Worried about fussy eating?
This is a common concern that I discuss with families. See below for my top tips:
Avoid unpleasant mealtimes.
Bribing, forcing, and pressure to eat can lead to unpleasant and anxious experiences around both familiar and new foods. If a child associates an unpleasant experience with a food or mealtime, this can lead to anxiety and fear of foods, which can make mealtimes even more challenging. Ensure that food experiences are pleasant, relaxed and fun for both you and your child, and if unsuccessful with a food, try again another time. Children can self regulate their portion sizes and recognise their own hunger, and it is important that they learn to do this for themselves, therefore try to avoid pressure to clear their plates.
Avoid food bribery
Have you caught yourself saying “If you eat your vegetables you can have a biscuit”? Although this may seem harmless, it doesn’t support healthy messages about food, by rewarding or punishing your child depending on which foods they eat. It teaches them to tolerate the food rather than learn to enjoy it, and can cause a bigger desire for the bribery foods. Instead encourage all food groups, and ensure that meals provided have a good balance. Instead you could say “have you tried everything on your plate today? Which food was your favourite?”. Avoiding pressure, avoids food fear.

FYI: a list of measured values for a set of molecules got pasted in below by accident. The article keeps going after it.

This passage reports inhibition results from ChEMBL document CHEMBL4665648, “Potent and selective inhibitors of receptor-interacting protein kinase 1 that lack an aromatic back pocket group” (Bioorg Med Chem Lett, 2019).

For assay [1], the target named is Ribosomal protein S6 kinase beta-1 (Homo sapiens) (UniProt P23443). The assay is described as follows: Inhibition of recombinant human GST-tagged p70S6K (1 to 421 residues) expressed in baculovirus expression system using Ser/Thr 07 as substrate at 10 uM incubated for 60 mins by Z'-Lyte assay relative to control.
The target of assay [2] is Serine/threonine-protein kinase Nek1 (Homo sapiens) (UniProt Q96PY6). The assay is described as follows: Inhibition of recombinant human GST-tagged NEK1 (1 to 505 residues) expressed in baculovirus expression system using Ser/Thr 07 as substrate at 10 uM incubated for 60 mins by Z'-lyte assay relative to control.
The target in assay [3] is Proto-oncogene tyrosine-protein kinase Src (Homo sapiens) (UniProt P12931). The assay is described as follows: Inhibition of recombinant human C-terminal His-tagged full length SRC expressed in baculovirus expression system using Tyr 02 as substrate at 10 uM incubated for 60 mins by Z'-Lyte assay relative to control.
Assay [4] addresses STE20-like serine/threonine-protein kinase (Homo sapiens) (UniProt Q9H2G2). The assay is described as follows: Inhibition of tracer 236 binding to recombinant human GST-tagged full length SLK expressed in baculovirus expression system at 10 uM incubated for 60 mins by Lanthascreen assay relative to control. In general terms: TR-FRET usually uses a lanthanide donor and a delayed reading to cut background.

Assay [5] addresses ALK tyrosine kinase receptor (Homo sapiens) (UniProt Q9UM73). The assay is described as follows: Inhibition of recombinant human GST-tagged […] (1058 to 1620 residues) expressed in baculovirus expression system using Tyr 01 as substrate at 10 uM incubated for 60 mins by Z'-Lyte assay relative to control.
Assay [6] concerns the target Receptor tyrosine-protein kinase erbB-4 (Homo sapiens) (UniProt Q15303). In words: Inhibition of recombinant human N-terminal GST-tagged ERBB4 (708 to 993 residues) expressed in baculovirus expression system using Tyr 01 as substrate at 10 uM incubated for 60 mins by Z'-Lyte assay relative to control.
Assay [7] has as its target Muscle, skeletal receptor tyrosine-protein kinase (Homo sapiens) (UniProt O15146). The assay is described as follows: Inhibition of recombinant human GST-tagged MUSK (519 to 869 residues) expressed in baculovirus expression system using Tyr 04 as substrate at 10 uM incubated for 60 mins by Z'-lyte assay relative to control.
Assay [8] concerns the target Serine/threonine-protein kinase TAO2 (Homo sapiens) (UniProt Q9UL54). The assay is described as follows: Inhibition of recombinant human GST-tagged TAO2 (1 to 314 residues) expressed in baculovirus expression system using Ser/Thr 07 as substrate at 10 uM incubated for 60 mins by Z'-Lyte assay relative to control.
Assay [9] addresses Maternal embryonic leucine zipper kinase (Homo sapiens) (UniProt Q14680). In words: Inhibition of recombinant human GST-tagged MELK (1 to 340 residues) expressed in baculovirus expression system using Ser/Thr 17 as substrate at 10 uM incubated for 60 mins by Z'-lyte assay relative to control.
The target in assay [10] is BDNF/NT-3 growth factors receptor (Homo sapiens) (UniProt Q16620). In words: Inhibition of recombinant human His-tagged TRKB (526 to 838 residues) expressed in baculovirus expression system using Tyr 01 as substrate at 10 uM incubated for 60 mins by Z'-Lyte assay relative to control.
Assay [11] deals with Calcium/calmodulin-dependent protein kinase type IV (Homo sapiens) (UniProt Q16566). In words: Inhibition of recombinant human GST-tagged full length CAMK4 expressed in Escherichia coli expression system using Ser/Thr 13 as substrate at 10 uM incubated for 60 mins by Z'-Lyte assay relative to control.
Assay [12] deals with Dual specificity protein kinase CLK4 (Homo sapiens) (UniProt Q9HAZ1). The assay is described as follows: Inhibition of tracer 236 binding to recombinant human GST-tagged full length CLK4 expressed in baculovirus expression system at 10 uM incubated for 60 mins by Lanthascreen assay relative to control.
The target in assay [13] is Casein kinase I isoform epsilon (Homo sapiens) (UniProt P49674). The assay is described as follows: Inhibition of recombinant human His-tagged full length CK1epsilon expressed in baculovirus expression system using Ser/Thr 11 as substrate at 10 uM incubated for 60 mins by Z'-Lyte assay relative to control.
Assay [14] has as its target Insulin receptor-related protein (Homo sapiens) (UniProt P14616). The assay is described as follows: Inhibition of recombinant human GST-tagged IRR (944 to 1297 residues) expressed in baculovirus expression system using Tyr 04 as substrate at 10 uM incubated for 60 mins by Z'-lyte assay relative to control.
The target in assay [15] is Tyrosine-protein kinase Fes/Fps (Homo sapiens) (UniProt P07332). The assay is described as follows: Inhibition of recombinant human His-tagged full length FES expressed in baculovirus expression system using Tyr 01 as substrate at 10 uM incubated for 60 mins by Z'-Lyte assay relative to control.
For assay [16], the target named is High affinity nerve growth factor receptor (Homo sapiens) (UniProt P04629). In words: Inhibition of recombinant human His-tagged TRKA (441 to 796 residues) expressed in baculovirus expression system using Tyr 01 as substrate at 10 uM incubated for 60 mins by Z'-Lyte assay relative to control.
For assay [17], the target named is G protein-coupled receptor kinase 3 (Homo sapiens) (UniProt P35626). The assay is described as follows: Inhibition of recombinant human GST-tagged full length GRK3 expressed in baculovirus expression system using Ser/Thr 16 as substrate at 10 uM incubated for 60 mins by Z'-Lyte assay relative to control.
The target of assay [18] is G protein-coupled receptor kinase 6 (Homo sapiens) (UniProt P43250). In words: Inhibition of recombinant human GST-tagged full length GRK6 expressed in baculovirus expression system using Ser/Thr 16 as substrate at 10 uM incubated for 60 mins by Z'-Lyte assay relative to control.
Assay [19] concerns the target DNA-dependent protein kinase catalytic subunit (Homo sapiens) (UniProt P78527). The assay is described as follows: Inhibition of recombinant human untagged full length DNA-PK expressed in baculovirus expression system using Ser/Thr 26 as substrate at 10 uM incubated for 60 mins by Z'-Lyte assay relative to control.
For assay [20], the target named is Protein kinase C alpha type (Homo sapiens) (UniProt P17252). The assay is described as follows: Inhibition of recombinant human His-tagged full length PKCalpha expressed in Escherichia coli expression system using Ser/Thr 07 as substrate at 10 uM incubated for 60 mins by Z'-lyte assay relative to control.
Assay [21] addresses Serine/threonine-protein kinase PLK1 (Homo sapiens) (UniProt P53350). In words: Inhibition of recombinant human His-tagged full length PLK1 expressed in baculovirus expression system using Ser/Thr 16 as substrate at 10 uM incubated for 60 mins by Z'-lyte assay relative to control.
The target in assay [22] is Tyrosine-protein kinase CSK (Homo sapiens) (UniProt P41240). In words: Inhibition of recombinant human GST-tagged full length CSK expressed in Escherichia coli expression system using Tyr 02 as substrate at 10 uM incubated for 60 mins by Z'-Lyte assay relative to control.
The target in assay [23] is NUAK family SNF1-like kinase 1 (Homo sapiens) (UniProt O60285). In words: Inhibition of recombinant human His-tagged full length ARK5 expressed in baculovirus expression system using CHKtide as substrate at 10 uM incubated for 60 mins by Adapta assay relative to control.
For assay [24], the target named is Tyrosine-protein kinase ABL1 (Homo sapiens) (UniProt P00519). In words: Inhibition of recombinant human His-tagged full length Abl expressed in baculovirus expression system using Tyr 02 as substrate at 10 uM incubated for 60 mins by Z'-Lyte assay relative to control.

Continue to offer refused foods
Do you remember disliking foods that you now love? Mushrooms, tomatoes, olives? Your children are the same. Just because they refuse a food, this doesn’t mean that they dislike them, or will not be willing to try them again, therefore make sure you continue to offer familiar, new and previously refused foods, but remember to keep your messages and environment positive. We can all change our minds.
Be their superhero (role model)
Children learn from what they see and experience, particularly from their close family, therefore sitting down as a family to eat meals is important. With busy lifestyles and routines this can be a challenge for some families, but it is nevertheless one of the most effective ways of avoiding or managing fussy eating. By taking the time to sit together to eat family meals, e.g. everyone eating the same meal, at the same time, children experience a positive/ relaxed mealtime environment. Building this into a good routine, demonstrating positive food interactions, and having conversations that are not about food, can create a more secure environment where your child is more open to trying foods.
Try not to worry
Children are on a continuous path of learning, and they all learn at their own pace. This applies to their eating as well as vocabulary, numbers, letters etc, therefore perseverance is key. It is rare that fussy eating as a child causes long term problems in the future, but if you are concerned, or feel that their fussy eating is difficult to manage speak to a qualified health professional such as a Dietitian or a Doctor.